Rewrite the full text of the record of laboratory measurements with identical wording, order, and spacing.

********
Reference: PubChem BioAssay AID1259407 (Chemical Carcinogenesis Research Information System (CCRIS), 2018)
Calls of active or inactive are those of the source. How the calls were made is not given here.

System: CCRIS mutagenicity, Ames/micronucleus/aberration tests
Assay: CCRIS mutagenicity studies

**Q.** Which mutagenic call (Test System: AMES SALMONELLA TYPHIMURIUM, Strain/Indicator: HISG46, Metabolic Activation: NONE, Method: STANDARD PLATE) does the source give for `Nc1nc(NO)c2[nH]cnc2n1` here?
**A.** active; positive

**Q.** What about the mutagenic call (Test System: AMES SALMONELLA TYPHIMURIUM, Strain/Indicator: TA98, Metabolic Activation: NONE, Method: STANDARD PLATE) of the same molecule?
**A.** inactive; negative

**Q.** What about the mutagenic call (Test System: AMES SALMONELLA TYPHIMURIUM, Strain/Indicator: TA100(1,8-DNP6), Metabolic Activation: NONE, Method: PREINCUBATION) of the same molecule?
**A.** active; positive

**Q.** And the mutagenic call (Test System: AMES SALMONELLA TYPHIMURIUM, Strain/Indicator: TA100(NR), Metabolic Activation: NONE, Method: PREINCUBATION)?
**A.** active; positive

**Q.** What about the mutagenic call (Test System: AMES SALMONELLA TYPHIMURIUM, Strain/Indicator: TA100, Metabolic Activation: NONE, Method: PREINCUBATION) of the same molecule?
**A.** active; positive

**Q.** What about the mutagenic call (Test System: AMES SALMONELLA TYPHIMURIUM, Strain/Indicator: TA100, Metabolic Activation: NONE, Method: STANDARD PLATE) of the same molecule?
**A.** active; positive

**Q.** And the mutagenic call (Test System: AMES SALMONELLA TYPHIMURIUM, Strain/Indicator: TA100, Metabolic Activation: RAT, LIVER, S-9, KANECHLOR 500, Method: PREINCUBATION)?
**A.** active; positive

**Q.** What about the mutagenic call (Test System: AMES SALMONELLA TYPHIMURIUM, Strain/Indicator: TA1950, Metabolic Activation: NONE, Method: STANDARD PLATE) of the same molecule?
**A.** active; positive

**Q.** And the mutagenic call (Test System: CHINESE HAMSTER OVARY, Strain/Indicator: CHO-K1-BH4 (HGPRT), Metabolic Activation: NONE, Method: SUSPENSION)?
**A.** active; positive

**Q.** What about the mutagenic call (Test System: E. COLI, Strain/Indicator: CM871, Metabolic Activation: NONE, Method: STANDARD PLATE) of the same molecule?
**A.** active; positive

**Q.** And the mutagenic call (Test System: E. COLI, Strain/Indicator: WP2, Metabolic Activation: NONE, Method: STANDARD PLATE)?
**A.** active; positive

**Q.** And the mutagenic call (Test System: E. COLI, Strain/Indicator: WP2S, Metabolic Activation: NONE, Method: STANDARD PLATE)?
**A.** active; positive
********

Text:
Reference: PubChem BioAssay AID1259407 (Chemical Carcinogenesis Research Information System (CCRIS), 2018)
Calls of active or inactive are those of the source. How the calls were made is not given here.

System: CCRIS mutagenicity, Ames/micronucleus/aberration tests
Assay: CCRIS mutagenicity studies

**Q.** Which mutagenic call (Test System: AMES SALMONELLA TYPHIMURIUM, Strain/Indicator: HISG46, Metabolic Activation: NONE, Method: STANDARD PLATE) does the source give for `Nc1nc(NO)c2[nH]cnc2n1` here?
**A.** active; positive

**Q.** What about the mutagenic call (Test System: AMES SALMONELLA TYPHIMURIUM, Strain/Indicator: TA98, Metabolic Activation: NONE, Method: STANDARD PLATE) of the same molecule?
**A.** inactive; negative

**Q.** What about the mutagenic call (Test System: AMES SALMONELLA TYPHIMURIUM, Strain/Indicator: TA100(1,8-DNP6), Metabolic Activation: NONE, Method: PREINCUBATION) of the same molecule?
**A.** active; positive

**Q.** And the mutagenic call (Test System: AMES SALMONELLA TYPHIMURIUM, Strain/Indicator: TA100(NR), Metabolic Activation: NONE, Method: PREINCUBATION)?
**A.** active; positive

**Q.** What about the mutagenic call (Test System: AMES SALMONELLA TYPHIMURIUM, Strain/Indicator: TA100, Metabolic Activation: NONE, Method: PREINCUBATION) of the same molecule?
**A.** active; positive

**Q.** What about the mutagenic call (Test System: AMES SALMONELLA TYPHIMURIUM, Strain/Indicator: TA100, Metabolic Activation: NONE, Method: STANDARD PLATE) of the same molecule?
**A.** active; positive

**Q.** And the mutagenic call (Test System: AMES SALMONELLA TYPHIMURIUM, Strain/Indicator: TA100, Metabolic Activation: RAT, LIVER, S-9, KANECHLOR 500, Method: PREINCUBATION)?
**A.** active; positive

**Q.** What about the mutagenic call (Test System: AMES SALMONELLA TYPHIMURIUM, Strain/Indicator: TA1950, Metabolic Activation: NONE, Method: STANDARD PLATE) of the same molecule?
**A.** active; positive

**Q.** And the mutagenic call (Test System: CHINESE HAMSTER OVARY, Strain/Indicator: CHO-K1-BH4 (HGPRT), Metabolic Activation: NONE, Method: SUSPENSION)?
**A.** active; positive

**Q.** What about the mutagenic call (Test System: E. COLI, Strain/Indicator: CM871, Metabolic Activation: NONE, Method: STANDARD PLATE) of the same molecule?
**A.** active; positive

**Q.** And the mutagenic call (Test System: E. COLI, Strain/Indicator: WP2, Metabolic Activation: NONE, Method: STANDARD PLATE)?
**A.** active; positive

**Q.** And the mutagenic call (Test System: E. COLI, Strain/Indicator: WP2S, Metabolic Activation: NONE, Method: STANDARD PLATE)?
**A.** active; positive